The new boss of the Swedish auto supplier, Fredrik Sidahl, gave the DI an interview last week on the subject of Victor Muller, the Saab Future and the perspectives of the Swedish auto industry. Of the events in Trollhättan, this article has been somewhat overrun, so it is only published today.
About Saab CEO Victor Muller: Fredrik Sidahl thinks Victor Muller is a fighter, he doesn't think Saab's business plan is “crazy”. Muller is very committed and, he says, exactly the type Saab needs now.
However, he sees a credibility problem for Muller, but believes that Muller could significantly increase his credibility if he had a CEO and expert team at Saab.
Note: This is what Muller is working on, as we already know, there is a candidate with a very high qualification who could relieve Muller in the future.
About the Saab future: Sidahl sees several hills, he says, that Saab must overcome. He does not say mountains (!). Saab now needs some luck with the funding. The financing must be on time. Youngman's bridge financing would fulfill the most important requirements. He sees opportunities that after the bondholders' meeting with a payment plan to restart the deliveries.
Note: The license payment - or bridge financing from Youngman of over € 70 million is the current bottleneck. It is currently uncertain whether Youngman still stands by the contracts.
About the start of production: Victor Muller says production will start again this year. Sidahl does not think so. He is tapping a production start in January or February.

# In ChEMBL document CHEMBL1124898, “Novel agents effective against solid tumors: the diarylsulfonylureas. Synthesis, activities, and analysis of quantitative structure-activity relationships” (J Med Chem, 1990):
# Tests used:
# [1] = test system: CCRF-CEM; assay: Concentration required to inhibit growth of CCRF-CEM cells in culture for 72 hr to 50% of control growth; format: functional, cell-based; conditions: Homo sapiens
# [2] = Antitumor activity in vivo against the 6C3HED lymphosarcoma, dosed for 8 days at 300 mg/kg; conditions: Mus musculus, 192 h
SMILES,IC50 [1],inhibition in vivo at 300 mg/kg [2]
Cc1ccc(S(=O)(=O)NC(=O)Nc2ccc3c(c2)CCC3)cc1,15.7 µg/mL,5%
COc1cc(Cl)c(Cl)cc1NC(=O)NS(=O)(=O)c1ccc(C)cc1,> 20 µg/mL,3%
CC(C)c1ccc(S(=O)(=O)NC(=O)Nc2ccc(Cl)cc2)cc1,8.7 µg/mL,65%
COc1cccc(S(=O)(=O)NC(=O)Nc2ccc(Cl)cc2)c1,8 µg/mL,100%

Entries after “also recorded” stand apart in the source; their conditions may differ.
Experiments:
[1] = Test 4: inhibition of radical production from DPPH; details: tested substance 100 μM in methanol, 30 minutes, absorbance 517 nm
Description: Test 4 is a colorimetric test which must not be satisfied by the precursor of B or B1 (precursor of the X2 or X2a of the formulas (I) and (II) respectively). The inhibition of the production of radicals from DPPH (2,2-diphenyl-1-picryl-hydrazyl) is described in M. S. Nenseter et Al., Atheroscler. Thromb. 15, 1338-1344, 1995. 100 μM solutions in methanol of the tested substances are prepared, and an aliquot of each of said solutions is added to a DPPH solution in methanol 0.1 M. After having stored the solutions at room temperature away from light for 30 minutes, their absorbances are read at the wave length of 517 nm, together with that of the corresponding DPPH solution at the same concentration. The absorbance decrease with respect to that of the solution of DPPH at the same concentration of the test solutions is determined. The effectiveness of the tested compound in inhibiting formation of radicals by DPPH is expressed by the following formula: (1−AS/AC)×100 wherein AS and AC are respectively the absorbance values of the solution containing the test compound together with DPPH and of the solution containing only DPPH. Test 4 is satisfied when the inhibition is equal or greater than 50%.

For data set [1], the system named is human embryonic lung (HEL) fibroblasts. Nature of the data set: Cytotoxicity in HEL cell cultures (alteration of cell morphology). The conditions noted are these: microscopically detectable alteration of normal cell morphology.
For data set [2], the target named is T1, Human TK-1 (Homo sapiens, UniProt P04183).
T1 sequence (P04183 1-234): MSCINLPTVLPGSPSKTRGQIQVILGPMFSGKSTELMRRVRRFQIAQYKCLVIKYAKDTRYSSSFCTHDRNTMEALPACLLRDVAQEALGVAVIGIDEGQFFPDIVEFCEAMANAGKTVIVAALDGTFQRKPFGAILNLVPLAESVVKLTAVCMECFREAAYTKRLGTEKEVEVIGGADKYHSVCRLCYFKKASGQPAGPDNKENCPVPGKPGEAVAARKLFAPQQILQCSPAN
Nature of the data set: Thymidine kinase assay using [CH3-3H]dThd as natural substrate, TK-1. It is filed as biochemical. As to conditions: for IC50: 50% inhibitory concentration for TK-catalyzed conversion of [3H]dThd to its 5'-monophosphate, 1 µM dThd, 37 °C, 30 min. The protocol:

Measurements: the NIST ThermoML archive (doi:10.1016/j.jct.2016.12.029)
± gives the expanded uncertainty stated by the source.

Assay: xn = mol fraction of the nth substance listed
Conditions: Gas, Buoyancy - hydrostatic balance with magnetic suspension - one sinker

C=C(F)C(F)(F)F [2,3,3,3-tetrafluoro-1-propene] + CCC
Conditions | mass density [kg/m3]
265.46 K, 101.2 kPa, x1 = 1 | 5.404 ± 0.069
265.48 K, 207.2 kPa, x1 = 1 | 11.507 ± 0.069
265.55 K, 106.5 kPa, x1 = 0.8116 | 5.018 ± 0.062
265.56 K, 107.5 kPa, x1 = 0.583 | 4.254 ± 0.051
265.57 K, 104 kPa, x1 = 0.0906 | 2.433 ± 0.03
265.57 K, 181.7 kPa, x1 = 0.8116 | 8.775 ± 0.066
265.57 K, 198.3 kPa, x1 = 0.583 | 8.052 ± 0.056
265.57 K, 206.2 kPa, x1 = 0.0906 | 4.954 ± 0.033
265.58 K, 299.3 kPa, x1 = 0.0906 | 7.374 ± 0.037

About the Swedish auto industry without Saab: Saab and Volvo stimulate each other with innovations, which then quickly flow into the supply chain. If Saab fails, Sweden loses this synergy effect completely. For international suppliers, Sweden without Saab will be uninteresting, some suppliers could move the seat to other countries or disappear completely. The latest technology would no longer be available locally, the Swedish auto industry would no longer be competitive.
Sidahl sees this impact in the long run. Also with regard to studies that see the disappearance of Saab as having almost no impact on the Swedish economy. These figures, he says, do not take into account the long-term effects. In the short term, however, he says no supplier would go bankrupt because of Saab.
The thing with the heart, With his heart, says Sidahl, he is in Trollhättan. I feel with them in Trollhättan. But in his job he has to be highly professional.
If we ignore the looming problem with Lotus Youngman, Fredrik Sidal sees the matter very realistically. His assessment of the start of production is certainly very close to reality. Even though we all want an earlier start.
He is the boss of the Association of Suppliers and he is the specialist. For a successful completion of the reconstruction he gives Saab good chances. But only if the financing promises from China are fulfilled.
One of the rare articles at Dagens Industri, where the translation is worthwhile and which one can also read as a Saab fan and which is still largely positive for our brand.
In Sweden, the rumor mill around Saab has been seething for 48 hours. Conspiracy theorists and doom fetishists will like the speculation. So far, not a single reputable source has confirmed this, so I abstain from publication. It may be that the next week starts with a big bang. As soon as reliable facts are available, we will report.